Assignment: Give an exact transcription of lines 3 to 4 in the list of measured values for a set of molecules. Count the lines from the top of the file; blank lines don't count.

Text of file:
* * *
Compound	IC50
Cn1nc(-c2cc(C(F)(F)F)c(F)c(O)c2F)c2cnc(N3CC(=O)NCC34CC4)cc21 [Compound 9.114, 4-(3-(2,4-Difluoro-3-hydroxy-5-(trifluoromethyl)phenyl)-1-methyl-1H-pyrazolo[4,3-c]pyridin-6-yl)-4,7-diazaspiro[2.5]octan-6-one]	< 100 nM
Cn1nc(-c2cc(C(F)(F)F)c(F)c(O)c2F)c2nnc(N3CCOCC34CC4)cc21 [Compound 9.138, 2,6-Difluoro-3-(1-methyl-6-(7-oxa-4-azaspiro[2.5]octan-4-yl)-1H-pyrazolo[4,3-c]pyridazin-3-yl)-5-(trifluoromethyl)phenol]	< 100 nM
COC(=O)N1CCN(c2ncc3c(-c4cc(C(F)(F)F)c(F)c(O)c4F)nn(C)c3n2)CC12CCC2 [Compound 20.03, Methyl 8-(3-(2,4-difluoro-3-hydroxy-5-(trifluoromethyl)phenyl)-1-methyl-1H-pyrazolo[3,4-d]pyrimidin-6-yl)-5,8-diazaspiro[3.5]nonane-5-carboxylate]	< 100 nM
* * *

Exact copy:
Cn1nc(-c2cc(C(F)(F)F)c(F)c(O)c2F)c2nnc(N3CCOCC34CC4)cc21 [Compound 9.138, 2,6-Difluoro-3-(1-methyl-6-(7-oxa-4-azaspiro[2.5]octan-4-yl)-1H-pyrazolo[4,3-c]pyridazin-3-yl)-5-(trifluoromethyl)phenol]	< 100 nM
COC(=O)N1CCN(c2ncc3c(-c4cc(C(F)(F)F)c(F)c(O)c4F)nn(C)c3n2)CC12CCC2 [Compound 20.03, Methyl 8-(3-(2,4-difluoro-3-hydroxy-5-(trifluoromethyl)phenyl)-1-methyl-1H-pyrazolo[3,4-d]pyrimidin-6-yl)-5,8-diazaspiro[3.5]nonane-5-carboxylate]	< 100 nM